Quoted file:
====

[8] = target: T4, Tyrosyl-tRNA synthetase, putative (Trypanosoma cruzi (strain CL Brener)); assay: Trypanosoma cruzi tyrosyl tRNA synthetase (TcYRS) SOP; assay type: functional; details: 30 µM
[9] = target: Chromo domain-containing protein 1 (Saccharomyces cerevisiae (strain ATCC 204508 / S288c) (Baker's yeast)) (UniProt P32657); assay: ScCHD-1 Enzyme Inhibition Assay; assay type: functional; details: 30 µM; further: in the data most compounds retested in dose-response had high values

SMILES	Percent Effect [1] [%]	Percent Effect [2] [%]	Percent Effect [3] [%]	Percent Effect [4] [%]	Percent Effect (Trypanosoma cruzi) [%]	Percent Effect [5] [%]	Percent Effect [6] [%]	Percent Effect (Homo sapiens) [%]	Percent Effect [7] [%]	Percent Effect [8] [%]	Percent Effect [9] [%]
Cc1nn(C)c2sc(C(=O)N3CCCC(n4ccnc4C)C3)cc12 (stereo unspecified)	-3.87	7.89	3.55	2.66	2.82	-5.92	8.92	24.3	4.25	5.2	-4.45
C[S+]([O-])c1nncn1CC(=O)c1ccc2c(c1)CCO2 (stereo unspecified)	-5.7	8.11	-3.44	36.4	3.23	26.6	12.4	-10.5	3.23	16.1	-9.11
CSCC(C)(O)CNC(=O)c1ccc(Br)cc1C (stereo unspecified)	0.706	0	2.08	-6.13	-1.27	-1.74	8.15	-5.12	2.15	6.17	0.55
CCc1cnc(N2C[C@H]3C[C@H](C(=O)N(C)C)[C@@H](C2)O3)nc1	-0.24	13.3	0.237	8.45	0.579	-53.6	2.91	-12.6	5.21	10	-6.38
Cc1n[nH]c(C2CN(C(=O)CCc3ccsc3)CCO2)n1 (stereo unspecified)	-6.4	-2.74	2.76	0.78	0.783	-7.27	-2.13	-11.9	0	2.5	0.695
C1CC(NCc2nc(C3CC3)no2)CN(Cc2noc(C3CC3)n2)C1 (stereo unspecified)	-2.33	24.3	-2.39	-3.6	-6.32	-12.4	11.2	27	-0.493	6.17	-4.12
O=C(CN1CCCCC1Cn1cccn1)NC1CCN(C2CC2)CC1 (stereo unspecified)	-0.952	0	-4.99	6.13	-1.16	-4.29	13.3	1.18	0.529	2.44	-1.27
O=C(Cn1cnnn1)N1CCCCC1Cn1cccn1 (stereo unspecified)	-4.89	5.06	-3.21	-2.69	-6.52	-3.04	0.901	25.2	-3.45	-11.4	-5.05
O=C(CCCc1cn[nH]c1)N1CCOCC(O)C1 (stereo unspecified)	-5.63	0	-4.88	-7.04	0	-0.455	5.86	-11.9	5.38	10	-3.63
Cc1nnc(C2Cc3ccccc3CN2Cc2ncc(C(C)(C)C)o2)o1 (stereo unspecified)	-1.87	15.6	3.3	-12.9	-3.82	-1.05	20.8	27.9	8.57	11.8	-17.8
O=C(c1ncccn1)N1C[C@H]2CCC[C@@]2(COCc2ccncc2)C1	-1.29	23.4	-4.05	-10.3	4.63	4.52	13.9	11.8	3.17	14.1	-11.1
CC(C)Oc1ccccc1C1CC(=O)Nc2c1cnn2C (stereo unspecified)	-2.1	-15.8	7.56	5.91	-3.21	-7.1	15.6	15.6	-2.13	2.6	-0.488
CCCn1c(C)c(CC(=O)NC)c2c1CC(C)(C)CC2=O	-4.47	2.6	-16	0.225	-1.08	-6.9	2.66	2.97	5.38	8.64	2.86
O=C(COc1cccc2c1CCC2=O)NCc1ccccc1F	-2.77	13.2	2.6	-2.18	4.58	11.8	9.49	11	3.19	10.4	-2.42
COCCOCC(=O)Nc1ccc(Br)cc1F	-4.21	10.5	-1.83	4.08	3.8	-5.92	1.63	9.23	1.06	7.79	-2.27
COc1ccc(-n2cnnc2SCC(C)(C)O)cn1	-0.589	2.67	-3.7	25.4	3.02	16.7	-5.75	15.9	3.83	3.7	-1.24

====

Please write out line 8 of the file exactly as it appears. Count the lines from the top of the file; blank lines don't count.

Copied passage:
Cc1n[nH]c(C2CN(C(=O)CCc3ccsc3)CCO2)n1 (stereo unspecified)	-6.4	-2.74	2.76	0.78	0.783	-7.27	-2.13	-11.9	0	2.5	0.695